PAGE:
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Tangerine Dream

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Tangerine Dream Goblins' Club album cover
3.03 | 68 ratings | 7 reviews | 7% 5 stars

Good, but non-essential

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Studio Album, released in 1996

Songs / Tracks Listing

1. Towards the Evening Star (6:20)
2. At Darwin's Motel (7:25)
3. On Cranes' Passage (4:31)
4. Rising Haul in Silence (7:36)
5. United Goblins Parade (5:47)
6. Lamb With Radar Eyes (8:42)
7. Elf June and the Midnight Patrol (4:43)
8. Sad Merlin's Sunday (10:52)

Total Time: 55:56

Line-up / Musicians

- Edgar Froese / keyboards (1-3,5-8), acoustic (5,7,8), 12-string (4,5,7,8) & lead (5) guitars, drums (2,5,8), arranger & producer
- Jerome Froese / keyboards (1,3,4,6), rhythm guitar (1,2), drums (1,3-6), percussion (8), arranger

- Gerald Gradwool / rhythm (4) & lead (6) guitars
- Mark Hornby / lead (3,4,6), 12-string (6) & acoustic (3) guitars
- Linda Spa / keyboards (7), soprano sax (8)
- Roul Miller / trombone (2)
- Dean Clarke / trombone (2)
- Dimitri Chiganioff / balalaika (3)
- Larry Hamilton / accordion (6)
- Pawel Nyrouda / harp (7)
- The Royal Buckminster Choir / chorus vocals (2)
- Vienna Boys Choir / chorus vocals (7)
- Paul Herti / choir conductor (7)
- Anou d' Merian / voice (4)
- Walton Everding / Fx (5)

Releases information

Artwork: Jennifer A. Wheeler with Heidi Baumgarten (doll)

CD Sequel Records ‎- SEQUEL 1022-2 (1996, US)
CD When! Recordings ‎- WEN CD 011 (1996, UK)
CD TDI Music ‎- TDI CD038 (2004, Germany) 24-bit remaster, new cover art

Thanks to ProgLucky for the addition
and to Quinino for the last updates
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Buy TANGERINE DREAM Goblins' Club Music

TANGERINE DREAM Goblins' Club ratings distribution

(68 ratings)
Essential: a masterpiece of progressive rock music(7%)
Excellent addition to any prog rock music collection(31%)
Good, but non-essential (32%)
Collectors/fans only (24%)
Poor. Only for completionists (6%)

TANGERINE DREAM Goblins' Club reviews

Showing all collaborators reviews and last reviews preview | Show all reviews/ratings

Collaborators/Experts Reviews

Review by richardh
3 stars The last Tangerine Dream album I purchased and indicative of much of their later stuff.The drums and guitar give the album almost a rock feel but once you get to about the 25 minute mark boredom starts to set in.The music is directionless and just seems to be passing the time till the end of the album.Best avoided.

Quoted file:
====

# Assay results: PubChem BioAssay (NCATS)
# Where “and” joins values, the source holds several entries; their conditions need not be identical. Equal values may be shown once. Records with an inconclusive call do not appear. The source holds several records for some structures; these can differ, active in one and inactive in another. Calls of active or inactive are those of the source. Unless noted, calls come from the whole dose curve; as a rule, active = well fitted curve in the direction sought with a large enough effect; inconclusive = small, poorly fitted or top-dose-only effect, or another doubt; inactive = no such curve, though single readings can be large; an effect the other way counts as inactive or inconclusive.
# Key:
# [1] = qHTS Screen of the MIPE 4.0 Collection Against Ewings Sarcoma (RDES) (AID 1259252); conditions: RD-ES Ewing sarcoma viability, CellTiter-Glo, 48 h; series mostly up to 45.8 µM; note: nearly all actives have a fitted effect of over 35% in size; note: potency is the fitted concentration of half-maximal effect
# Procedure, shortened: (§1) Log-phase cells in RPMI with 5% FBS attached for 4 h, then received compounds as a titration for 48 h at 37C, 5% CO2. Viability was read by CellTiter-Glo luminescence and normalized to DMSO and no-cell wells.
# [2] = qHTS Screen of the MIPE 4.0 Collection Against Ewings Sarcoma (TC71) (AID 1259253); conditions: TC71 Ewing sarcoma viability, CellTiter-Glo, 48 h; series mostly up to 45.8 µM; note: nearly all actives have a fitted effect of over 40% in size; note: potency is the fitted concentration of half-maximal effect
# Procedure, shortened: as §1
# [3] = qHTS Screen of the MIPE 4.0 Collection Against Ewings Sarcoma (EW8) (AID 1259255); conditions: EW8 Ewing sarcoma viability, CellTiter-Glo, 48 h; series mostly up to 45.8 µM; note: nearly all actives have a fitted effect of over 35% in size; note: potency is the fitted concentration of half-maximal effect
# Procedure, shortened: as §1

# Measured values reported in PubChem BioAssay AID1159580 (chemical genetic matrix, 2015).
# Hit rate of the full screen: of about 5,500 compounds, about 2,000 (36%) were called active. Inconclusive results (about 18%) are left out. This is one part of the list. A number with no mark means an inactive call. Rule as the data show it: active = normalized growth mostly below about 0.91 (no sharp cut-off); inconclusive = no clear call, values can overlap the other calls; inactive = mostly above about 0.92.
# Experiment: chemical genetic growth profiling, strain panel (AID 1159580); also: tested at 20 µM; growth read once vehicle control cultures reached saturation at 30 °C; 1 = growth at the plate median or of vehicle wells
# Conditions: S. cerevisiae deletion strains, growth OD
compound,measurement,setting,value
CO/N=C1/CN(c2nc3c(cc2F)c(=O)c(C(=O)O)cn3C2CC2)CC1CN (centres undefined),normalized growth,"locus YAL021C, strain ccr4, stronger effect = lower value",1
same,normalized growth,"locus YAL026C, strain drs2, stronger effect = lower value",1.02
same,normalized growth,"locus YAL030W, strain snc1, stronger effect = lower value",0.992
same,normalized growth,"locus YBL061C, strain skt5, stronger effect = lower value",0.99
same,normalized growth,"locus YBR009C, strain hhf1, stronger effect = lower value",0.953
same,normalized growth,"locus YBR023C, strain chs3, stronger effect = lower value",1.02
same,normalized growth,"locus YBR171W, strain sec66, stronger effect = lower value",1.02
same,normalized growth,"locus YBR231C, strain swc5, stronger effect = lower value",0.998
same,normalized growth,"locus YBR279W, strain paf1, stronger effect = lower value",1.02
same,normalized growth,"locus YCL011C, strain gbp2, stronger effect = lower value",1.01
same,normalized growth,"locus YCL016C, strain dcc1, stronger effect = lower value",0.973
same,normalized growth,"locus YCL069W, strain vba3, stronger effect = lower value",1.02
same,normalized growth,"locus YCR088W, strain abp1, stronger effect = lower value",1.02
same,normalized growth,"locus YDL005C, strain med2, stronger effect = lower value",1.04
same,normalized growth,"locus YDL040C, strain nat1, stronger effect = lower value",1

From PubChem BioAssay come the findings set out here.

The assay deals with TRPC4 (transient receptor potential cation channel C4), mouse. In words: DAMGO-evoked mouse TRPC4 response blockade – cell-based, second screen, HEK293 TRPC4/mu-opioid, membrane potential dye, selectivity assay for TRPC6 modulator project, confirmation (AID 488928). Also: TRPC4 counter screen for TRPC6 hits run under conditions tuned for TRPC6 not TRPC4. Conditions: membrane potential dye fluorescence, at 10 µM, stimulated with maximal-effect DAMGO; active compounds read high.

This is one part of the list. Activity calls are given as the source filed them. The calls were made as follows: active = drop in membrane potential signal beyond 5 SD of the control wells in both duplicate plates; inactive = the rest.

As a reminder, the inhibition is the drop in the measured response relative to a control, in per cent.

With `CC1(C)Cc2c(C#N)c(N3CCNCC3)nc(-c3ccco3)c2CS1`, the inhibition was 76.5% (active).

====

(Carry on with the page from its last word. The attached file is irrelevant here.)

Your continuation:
Review by Matti
4 stars (3,5 *) Many Tangerine Dreams have surprisingly few ratings. I'm only the second to say this is a good one. Not a masterpiece but a solid, enjoyable work which I can't say about many other post-Tyger (1987) albums I've heard: they mostly just bore me. One clear reason to make this better is Jerome Froese's tasty drumming. It is pure music. In 'Raising Haul of Silence' I enjoy the drumming almost more than in any music; it's in a word hypnotic. He plays guitars and keyboards too, like his father.

The album features many guest musicians and that results in a rich sound - cynically it could be said that it's only to hide the hollow composition. But I don't say so. Some of the eight are duller than others but there are some very enjoyable ones. And I think THE SOUND is always the most important matter with Tangerine Dream anyway. I see this as an improved cousin of Underwater Sunlight, containing wider palette and more acoustic instruments (Edgar is a master of 12-string!), and that wonderful percussion. It gives you both energy and relaxation. Beautiful cover art too.

Review by russellk
2 stars Those TD fans from the 70s who purchased this album in 1996 on the back of widespread publicity (for their first release on the Castle label) received an almighty surprise. And not a pleasant one either.

'Goblin's Club' is nothing like early TANGERINE DREAM, of course. Nor is this album much like the dreadful soundtrack stuff they squandered their talents on in the mid-80s to mid-90s. It is, in fact, pure prog rock. Just not very good prog rock.

Apart from the first track, that is. 'Towards the Evening Star' is the sort of catchy number that makes you think perhaps EDGAR FROESE has recaptured his mojo. Lovely stuff. However, the rest of the album is, without exception, sterile. The coldness that worked so well for TANGERINE DREAM when delivering their 'Berlin School' material simply renders this stuff irrelevant. Why spend money on formulaic, over-elaborate mechanistic compositions when there are thousands of albums out there that could change your life? This won't.